I have kits with baking soda and vinegar so they can look at the amount of baking soda versus how much gas is generated. What we do is put the vinegar in a bottle, baking soda in a balloon and put the balloon on the bottle and flip it over so it generates the CO2 and fills up the balloon.
I’ve also got another kit that has pieces of pipe foam covering and I’ve split those in half so you’ve got a U-shape. You can build marble runs with those using some duct tape and those pieces of foam and some marbles. So Scouts can design their own rollercoaster and they learn about potential energy, kinetic energy and what type of angles you would need to keep the marble or riders on the track.
Technology’s a little bit harder to put together in an activity. It takes a little bit more planning, but there are activities available—most of those around kits that the Scouts can obtain to build, like a working radio or a clock.
The Scouts can learn and explore more about the technology that’s used in making movies, such as Star Wars. Even just a single scene in a movie takes a lot of technology to plan that background and everything you see.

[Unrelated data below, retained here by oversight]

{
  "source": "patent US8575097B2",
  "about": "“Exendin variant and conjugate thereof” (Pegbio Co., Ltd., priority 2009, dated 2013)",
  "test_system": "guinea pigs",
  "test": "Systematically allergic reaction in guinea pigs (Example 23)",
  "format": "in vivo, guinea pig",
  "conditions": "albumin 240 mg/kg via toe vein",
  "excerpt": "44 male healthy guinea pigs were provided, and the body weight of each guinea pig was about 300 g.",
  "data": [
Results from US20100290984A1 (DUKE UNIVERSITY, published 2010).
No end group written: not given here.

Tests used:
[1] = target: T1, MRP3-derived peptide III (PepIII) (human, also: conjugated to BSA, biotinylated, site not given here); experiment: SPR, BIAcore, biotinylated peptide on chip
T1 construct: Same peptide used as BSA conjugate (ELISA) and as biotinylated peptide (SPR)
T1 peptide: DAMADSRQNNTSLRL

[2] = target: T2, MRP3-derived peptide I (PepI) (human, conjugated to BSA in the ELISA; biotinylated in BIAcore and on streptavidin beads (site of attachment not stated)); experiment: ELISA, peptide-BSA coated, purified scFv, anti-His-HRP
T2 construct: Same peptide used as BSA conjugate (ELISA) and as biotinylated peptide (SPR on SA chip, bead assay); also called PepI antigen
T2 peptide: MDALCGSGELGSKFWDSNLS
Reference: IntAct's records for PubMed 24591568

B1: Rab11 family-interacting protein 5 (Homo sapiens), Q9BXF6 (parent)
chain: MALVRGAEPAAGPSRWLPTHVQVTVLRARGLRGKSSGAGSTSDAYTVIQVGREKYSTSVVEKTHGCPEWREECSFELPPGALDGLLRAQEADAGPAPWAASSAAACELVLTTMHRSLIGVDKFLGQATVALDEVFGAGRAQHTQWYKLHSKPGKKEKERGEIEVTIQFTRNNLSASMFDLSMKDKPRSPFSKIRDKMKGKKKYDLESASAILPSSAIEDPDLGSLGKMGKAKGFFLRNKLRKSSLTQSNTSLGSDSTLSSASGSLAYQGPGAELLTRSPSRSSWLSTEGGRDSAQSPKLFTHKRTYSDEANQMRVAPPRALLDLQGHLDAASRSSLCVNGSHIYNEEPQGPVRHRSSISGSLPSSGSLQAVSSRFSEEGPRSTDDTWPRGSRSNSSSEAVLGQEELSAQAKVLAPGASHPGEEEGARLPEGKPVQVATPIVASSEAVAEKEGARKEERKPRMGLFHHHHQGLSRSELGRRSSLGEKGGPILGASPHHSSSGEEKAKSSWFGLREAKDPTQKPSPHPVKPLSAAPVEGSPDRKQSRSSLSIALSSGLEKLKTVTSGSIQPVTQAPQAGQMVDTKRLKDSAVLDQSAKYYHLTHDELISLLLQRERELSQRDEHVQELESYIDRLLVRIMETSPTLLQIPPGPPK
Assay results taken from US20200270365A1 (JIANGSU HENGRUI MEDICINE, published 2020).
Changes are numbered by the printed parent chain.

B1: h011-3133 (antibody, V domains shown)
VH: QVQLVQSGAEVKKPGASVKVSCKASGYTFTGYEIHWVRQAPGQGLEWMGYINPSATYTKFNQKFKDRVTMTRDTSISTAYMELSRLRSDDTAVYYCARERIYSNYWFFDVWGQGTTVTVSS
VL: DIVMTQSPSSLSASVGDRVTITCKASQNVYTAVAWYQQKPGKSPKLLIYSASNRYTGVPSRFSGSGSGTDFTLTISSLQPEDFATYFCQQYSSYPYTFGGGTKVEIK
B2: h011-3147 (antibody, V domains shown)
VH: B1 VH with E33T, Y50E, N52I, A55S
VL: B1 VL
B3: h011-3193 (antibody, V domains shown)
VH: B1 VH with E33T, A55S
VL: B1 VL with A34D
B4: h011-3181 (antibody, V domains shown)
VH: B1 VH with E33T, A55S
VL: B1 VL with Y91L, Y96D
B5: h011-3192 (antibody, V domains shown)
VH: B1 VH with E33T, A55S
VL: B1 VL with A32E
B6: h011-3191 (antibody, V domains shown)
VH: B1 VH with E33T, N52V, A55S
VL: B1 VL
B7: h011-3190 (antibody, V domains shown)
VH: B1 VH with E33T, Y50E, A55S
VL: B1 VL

I also have a kit that’s designed around robotics. So I’ve got a Lego robot there and some other information about building model robots and what’s involved, the components of a robot, what you would need to make one mobile and one that fits with the technology theme.
For engineering, those activities involve making things: buildings, bridges, paper airplanes just to name a few. I also have a kit on catapult-building and it basically contains a lot of paint sticks that I’ve gone to our local Home Depot and asked them for. They’ve also donated those boxes of rubber bands. I’ve got pictures of designs of catapults that I’ve pulled off the internet that Scouts can build.
Typically what I like to do though is one of the activities in the Science Nova so there’s a very good description and links for additional information in that guide book. But I ask the Scouts to build a catapult to reach a certain distance, looking for accuracy as well. So they have to build that catapult but then they also have to calibrate it. They have to figure out how to make it not just shoot, but shoot where they want it to go, which is kind of interesting. And I usually don’t show them the pictures of the catapults I’ve pulled off the internet ‘til afterwards because I want them to use their imagination and come up with some unique designs. So that one’s a really cool kit to do.